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With major financial support in place, Detroit’s bike share program pedals into the fast lane

Philly Indego Bikeshare

Philadelphia’s IndeGo bike share program provides a model on which to base new start up programs in cities like Detroit. ( Tyree303/Wikimedia Commons)

Detroit will soon be joining the over 70 other U.S. cities with bike share programs. The 350-bike, 35-station system is on track to open in 2016, with recent monetary support from public and private sources.

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SOFTlab’s “Nova” pavilion brightens cold New York nights with psychadelic light

City Terrain, East, News, Urbanism
Monday, November 23, 2015
(Courtesy 3M)

(Courtesy 3M)

Suburban folk mark the change of seasons with spring peepers, the sound of leaf blowers, and first frosts. City dwellers rely on other environmental cures: pumpkin spice lattes, heat season, and festive public art installations. Last week, the Flatiron/23rd Street Partnership Business Improvement District (BID) and the Van Alen Institute welcomed crowds to SOFTlab‘s Nova, the 2015 winner of the Flatiron Public Plaza Holiday Design Competition.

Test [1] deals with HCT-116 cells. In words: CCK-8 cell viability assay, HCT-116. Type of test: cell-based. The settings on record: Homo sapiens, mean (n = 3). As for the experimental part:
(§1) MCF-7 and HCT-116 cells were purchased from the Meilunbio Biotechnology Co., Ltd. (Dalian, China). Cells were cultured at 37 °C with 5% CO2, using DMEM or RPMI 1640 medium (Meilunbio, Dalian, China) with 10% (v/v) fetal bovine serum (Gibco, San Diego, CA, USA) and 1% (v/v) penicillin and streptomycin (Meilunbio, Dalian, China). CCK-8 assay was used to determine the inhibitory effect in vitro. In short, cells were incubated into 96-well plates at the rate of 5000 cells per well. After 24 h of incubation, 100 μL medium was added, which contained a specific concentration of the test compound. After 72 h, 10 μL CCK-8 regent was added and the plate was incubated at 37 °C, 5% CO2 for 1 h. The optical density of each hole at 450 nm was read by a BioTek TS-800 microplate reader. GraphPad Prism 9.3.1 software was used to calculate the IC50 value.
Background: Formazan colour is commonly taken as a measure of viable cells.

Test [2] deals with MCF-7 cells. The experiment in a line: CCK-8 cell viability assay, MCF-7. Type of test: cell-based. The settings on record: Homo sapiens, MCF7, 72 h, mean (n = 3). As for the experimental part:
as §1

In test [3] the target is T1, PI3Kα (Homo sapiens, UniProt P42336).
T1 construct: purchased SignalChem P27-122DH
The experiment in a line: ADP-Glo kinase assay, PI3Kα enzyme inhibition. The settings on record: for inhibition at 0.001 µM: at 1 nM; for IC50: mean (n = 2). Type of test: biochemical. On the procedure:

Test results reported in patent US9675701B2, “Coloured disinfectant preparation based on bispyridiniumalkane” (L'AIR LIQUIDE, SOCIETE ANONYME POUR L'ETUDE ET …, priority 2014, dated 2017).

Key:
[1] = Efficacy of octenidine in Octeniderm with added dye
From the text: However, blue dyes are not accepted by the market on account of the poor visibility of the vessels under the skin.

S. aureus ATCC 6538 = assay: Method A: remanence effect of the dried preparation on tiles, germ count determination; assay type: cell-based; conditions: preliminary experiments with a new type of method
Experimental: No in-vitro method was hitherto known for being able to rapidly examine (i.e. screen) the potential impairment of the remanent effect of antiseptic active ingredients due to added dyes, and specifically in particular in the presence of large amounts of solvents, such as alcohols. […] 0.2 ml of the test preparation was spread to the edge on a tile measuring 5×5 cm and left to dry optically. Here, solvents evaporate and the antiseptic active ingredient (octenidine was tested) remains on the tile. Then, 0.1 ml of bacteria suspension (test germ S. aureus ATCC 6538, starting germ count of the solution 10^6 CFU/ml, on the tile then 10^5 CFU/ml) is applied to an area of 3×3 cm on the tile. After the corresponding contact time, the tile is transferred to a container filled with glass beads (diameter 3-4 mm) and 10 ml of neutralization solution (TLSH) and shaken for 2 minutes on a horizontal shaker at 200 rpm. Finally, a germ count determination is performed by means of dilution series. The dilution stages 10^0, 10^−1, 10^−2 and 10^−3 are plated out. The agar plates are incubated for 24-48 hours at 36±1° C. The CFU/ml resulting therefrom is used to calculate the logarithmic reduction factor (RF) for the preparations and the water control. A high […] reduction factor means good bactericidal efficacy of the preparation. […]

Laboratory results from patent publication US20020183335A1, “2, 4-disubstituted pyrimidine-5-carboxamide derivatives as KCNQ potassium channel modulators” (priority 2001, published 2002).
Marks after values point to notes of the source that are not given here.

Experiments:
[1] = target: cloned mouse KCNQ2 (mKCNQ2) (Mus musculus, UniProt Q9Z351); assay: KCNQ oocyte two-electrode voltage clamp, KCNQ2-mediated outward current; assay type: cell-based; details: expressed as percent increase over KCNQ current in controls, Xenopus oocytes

More after the jump.

The long history of a tall sidewalk: How elevated skywalks have failed cities in the United States


The Minneapolis Skyway system near IDS in 1980 (City of Minneapolis Archives)

Skywalks, or elevated sidewalks, continually resurface as an urban solution to alleviate pedestrian traffic, provide additional retail space, and offer a safe alternative to sharing space with automobiles. However, each time a skywalk is actually realized, problems abound.

Continue reading after the jump.